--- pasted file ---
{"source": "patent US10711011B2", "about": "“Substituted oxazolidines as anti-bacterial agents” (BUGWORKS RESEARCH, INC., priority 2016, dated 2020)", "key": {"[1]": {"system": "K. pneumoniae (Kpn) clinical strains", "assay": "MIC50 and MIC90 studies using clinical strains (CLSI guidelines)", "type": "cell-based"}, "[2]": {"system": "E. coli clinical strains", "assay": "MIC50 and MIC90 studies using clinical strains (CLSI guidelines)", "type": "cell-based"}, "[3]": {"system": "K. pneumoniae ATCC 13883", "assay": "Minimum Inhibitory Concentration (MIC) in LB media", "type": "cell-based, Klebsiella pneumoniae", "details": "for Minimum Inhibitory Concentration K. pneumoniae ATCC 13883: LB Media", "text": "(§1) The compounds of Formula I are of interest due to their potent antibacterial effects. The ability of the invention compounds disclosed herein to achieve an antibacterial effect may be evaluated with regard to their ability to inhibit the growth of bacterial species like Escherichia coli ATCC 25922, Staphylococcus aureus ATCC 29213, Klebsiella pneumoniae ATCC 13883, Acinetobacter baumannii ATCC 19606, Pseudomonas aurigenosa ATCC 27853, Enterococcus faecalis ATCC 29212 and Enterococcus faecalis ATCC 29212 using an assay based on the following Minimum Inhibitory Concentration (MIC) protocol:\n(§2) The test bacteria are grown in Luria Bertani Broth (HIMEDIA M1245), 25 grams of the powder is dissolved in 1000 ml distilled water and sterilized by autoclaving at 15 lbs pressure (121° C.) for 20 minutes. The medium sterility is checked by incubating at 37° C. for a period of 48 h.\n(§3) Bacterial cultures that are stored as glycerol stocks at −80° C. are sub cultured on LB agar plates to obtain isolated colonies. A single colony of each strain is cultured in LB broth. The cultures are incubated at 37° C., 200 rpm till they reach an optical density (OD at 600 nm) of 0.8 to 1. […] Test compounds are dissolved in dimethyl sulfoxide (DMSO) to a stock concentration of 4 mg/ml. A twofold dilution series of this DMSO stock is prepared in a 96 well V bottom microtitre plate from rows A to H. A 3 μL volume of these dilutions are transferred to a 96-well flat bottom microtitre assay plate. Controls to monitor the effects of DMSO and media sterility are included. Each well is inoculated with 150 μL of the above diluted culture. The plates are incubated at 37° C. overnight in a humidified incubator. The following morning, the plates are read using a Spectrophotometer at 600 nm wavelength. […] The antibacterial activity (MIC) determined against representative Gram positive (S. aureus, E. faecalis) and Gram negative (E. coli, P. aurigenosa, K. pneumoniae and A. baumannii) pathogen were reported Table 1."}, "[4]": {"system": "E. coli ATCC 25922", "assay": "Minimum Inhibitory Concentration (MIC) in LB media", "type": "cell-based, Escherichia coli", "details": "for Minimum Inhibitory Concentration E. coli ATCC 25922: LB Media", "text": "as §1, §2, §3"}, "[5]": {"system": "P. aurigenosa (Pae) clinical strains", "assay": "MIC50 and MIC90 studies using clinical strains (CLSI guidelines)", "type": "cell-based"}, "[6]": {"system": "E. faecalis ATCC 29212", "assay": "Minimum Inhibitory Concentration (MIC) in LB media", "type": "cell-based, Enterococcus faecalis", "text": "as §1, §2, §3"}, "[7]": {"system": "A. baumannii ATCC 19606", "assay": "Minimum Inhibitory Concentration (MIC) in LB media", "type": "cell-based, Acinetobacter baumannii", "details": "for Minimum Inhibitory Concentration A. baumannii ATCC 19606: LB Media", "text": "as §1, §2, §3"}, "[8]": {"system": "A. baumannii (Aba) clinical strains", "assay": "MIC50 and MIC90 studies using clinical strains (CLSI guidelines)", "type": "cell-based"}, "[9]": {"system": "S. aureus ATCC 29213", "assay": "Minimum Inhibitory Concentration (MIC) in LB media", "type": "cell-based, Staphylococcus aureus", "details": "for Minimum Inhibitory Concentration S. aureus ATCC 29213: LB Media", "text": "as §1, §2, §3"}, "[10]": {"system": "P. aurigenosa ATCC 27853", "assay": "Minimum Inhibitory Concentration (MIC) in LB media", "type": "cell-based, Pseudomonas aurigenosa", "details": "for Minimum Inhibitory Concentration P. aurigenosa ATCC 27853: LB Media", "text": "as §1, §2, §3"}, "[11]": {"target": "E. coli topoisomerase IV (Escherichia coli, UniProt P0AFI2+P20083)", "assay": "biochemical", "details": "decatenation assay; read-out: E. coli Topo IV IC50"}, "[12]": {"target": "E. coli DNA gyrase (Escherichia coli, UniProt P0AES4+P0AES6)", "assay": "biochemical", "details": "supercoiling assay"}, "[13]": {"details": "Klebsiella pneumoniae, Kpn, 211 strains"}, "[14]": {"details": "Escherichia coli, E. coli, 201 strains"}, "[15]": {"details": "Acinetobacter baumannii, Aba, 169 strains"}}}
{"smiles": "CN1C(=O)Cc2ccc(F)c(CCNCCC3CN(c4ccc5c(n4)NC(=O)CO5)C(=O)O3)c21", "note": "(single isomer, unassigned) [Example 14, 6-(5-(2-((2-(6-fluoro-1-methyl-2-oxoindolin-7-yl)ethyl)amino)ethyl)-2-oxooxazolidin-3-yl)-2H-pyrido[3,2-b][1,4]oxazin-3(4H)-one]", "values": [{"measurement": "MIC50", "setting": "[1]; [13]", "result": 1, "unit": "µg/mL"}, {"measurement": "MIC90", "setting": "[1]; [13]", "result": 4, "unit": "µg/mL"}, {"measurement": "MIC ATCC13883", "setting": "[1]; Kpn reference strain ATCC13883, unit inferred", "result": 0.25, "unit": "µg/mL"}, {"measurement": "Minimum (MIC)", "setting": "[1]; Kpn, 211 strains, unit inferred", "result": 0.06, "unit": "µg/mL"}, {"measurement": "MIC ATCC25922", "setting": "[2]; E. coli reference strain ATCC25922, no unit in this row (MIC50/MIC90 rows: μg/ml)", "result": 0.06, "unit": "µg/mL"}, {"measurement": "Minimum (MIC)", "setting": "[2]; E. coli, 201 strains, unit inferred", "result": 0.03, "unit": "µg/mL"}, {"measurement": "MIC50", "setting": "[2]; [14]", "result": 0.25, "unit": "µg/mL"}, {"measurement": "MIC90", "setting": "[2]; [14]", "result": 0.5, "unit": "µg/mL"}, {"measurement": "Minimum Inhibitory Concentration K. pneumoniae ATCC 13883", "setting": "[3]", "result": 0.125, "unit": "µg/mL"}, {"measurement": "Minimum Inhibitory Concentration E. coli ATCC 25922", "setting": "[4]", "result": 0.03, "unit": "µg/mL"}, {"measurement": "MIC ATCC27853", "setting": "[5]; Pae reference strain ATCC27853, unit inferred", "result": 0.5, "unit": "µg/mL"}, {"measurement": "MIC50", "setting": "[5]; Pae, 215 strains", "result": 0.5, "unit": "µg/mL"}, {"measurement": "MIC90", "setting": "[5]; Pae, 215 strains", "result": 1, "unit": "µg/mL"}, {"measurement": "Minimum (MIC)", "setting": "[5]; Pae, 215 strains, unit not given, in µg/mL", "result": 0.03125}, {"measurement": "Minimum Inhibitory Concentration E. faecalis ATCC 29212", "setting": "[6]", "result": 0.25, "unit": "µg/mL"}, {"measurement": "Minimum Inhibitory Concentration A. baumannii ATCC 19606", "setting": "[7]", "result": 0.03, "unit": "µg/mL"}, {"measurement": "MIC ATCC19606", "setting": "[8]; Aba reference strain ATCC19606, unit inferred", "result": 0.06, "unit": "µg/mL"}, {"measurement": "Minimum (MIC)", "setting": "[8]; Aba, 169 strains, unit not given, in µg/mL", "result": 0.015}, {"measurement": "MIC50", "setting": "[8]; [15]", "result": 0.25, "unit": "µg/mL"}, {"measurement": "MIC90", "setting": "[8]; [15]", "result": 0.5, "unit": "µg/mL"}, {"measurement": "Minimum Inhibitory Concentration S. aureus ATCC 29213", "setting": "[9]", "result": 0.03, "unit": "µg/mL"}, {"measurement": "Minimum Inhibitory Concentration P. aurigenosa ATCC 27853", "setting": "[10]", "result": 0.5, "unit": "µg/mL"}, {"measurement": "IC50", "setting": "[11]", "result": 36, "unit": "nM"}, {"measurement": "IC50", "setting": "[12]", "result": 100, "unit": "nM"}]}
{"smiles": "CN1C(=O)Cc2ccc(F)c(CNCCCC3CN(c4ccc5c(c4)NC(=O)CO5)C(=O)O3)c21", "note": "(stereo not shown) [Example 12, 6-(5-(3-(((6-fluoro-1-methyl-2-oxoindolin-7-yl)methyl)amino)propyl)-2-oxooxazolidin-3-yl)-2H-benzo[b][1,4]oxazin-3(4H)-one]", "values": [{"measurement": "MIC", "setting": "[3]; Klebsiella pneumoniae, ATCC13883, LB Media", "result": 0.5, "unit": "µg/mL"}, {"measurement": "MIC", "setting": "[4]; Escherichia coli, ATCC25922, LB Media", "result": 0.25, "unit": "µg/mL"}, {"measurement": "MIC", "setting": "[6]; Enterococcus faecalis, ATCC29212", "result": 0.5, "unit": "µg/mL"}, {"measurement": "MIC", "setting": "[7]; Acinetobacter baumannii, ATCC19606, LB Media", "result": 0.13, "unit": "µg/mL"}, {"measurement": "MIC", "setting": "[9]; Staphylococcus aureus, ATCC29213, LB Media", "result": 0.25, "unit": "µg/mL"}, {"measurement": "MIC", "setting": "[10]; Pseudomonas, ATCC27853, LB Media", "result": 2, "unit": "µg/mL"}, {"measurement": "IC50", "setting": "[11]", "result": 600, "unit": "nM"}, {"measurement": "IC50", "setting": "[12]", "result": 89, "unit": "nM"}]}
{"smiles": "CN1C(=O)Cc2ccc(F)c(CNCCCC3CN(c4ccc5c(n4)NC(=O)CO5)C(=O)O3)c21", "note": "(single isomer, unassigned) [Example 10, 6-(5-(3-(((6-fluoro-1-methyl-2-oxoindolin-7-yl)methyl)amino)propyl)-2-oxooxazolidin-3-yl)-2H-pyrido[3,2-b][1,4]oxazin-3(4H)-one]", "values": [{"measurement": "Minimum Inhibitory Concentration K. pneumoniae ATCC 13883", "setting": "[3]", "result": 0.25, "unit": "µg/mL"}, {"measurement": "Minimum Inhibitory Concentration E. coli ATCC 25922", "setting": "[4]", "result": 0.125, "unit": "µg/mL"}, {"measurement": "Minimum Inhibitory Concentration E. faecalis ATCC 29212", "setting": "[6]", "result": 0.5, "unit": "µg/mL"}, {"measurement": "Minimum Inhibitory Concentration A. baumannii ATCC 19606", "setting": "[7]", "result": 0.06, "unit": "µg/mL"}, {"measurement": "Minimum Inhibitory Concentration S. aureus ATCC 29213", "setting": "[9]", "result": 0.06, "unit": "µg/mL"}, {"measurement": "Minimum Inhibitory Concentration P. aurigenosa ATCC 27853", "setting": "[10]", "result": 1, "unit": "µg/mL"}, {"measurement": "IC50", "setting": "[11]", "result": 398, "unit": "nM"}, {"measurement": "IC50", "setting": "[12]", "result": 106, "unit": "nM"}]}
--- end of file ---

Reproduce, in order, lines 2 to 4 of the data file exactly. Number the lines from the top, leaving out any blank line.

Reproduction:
{"smiles": "CN1C(=O)Cc2ccc(F)c(CCNCCC3CN(c4ccc5c(n4)NC(=O)CO5)C(=O)O3)c21", "note": "(single isomer, unassigned) [Example 14, 6-(5-(2-((2-(6-fluoro-1-methyl-2-oxoindolin-7-yl)ethyl)amino)ethyl)-2-oxooxazolidin-3-yl)-2H-pyrido[3,2-b][1,4]oxazin-3(4H)-one]", "values": [{"measurement": "MIC50", "setting": "[1]; [13]", "result": 1, "unit": "µg/mL"}, {"measurement": "MIC90", "setting": "[1]; [13]", "result": 4, "unit": "µg/mL"}, {"measurement": "MIC ATCC13883", "setting": "[1]; Kpn reference strain ATCC13883, unit inferred", "result": 0.25, "unit": "µg/mL"}, {"measurement": "Minimum (MIC)", "setting": "[1]; Kpn, 211 strains, unit inferred", "result": 0.06, "unit": "µg/mL"}, {"measurement": "MIC ATCC25922", "setting": "[2]; E. coli reference strain ATCC25922, no unit in this row (MIC50/MIC90 rows: μg/ml)", "result": 0.06, "unit": "µg/mL"}, {"measurement": "Minimum (MIC)", "setting": "[2]; E. coli, 201 strains, unit inferred", "result": 0.03, "unit": "µg/mL"}, {"measurement": "MIC50", "setting": "[2]; [14]", "result": 0.25, "unit": "µg/mL"}, {"measurement": "MIC90", "setting": "[2]; [14]", "result": 0.5, "unit": "µg/mL"}, {"measurement": "Minimum Inhibitory Concentration K. pneumoniae ATCC 13883", "setting": "[3]", "result": 0.125, "unit": "µg/mL"}, {"measurement": "Minimum Inhibitory Concentration E. coli ATCC 25922", "setting": "[4]", "result": 0.03, "unit": "µg/mL"}, {"measurement": "MIC ATCC27853", "setting": "[5]; Pae reference strain ATCC27853, unit inferred", "result": 0.5, "unit": "µg/mL"}, {"measurement": "MIC50", "setting": "[5]; Pae, 215 strains", "result": 0.5, "unit": "µg/mL"}, {"measurement": "MIC90", "setting": "[5]; Pae, 215 strains", "result": 1, "unit": "µg/mL"}, {"measurement": "Minimum (MIC)", "setting": "[5]; Pae, 215 strains, unit not given, in µg/mL", "result": 0.03125}, {"measurement": "Minimum Inhibitory Concentration E. faecalis ATCC 29212", "setting": "[6]", "result": 0.25, "unit": "µg/mL"}, {"measurement": "Minimum Inhibitory Concentration A. baumannii ATCC 19606", "setting": "[7]", "result": 0.03, "unit": "µg/mL"}, {"measurement": "MIC ATCC19606", "setting": "[8]; Aba reference strain ATCC19606, unit inferred", "result": 0.06, "unit": "µg/mL"}, {"measurement": "Minimum (MIC)", "setting": "[8]; Aba, 169 strains, unit not given, in µg/mL", "result": 0.015}, {"measurement": "MIC50", "setting": "[8]; [15]", "result": 0.25, "unit": "µg/mL"}, {"measurement": "MIC90", "setting": "[8]; [15]", "result": 0.5, "unit": "µg/mL"}, {"measurement": "Minimum Inhibitory Concentration S. aureus ATCC 29213", "setting": "[9]", "result": 0.03, "unit": "µg/mL"}, {"measurement": "Minimum Inhibitory Concentration P. aurigenosa ATCC 27853", "setting": "[10]", "result": 0.5, "unit": "µg/mL"}, {"measurement": "IC50", "setting": "[11]", "result": 36, "unit": "nM"}, {"measurement": "IC50", "setting": "[12]", "result": 100, "unit": "nM"}]}
{"smiles": "CN1C(=O)Cc2ccc(F)c(CNCCCC3CN(c4ccc5c(c4)NC(=O)CO5)C(=O)O3)c21", "note": "(stereo not shown) [Example 12, 6-(5-(3-(((6-fluoro-1-methyl-2-oxoindolin-7-yl)methyl)amino)propyl)-2-oxooxazolidin-3-yl)-2H-benzo[b][1,4]oxazin-3(4H)-one]", "values": [{"measurement": "MIC", "setting": "[3]; Klebsiella pneumoniae, ATCC13883, LB Media", "result": 0.5, "unit": "µg/mL"}, {"measurement": "MIC", "setting": "[4]; Escherichia coli, ATCC25922, LB Media", "result": 0.25, "unit": "µg/mL"}, {"measurement": "MIC", "setting": "[6]; Enterococcus faecalis, ATCC29212", "result": 0.5, "unit": "µg/mL"}, {"measurement": "MIC", "setting": "[7]; Acinetobacter baumannii, ATCC19606, LB Media", "result": 0.13, "unit": "µg/mL"}, {"measurement": "MIC", "setting": "[9]; Staphylococcus aureus, ATCC29213, LB Media", "result": 0.25, "unit": "µg/mL"}, {"measurement": "MIC", "setting": "[10]; Pseudomonas, ATCC27853, LB Media", "result": 2, "unit": "µg/mL"}, {"measurement": "IC50", "setting": "[11]", "result": 600, "unit": "nM"}, {"measurement": "IC50", "setting": "[12]", "result": 89, "unit": "nM"}]}
{"smiles": "CN1C(=O)Cc2ccc(F)c(CNCCCC3CN(c4ccc5c(n4)NC(=O)CO5)C(=O)O3)c21", "note": "(single isomer, unassigned) [Example 10, 6-(5-(3-(((6-fluoro-1-methyl-2-oxoindolin-7-yl)methyl)amino)propyl)-2-oxooxazolidin-3-yl)-2H-pyrido[3,2-b][1,4]oxazin-3(4H)-one]", "values": [{"measurement": "Minimum Inhibitory Concentration K. pneumoniae ATCC 13883", "setting": "[3]", "result": 0.25, "unit": "µg/mL"}, {"measurement": "Minimum Inhibitory Concentration E. coli ATCC 25922", "setting": "[4]", "result": 0.125, "unit": "µg/mL"}, {"measurement": "Minimum Inhibitory Concentration E. faecalis ATCC 29212", "setting": "[6]", "result": 0.5, "unit": "µg/mL"}, {"measurement": "Minimum Inhibitory Concentration A. baumannii ATCC 19606", "setting": "[7]", "result": 0.06, "unit": "µg/mL"}, {"measurement": "Minimum Inhibitory Concentration S. aureus ATCC 29213", "setting": "[9]", "result": 0.06, "unit": "µg/mL"}, {"measurement": "Minimum Inhibitory Concentration P. aurigenosa ATCC 27853", "setting": "[10]", "result": 1, "unit": "µg/mL"}, {"measurement": "IC50", "setting": "[11]", "result": 398, "unit": "nM"}, {"measurement": "IC50", "setting": "[12]", "result": 106, "unit": "nM"}]}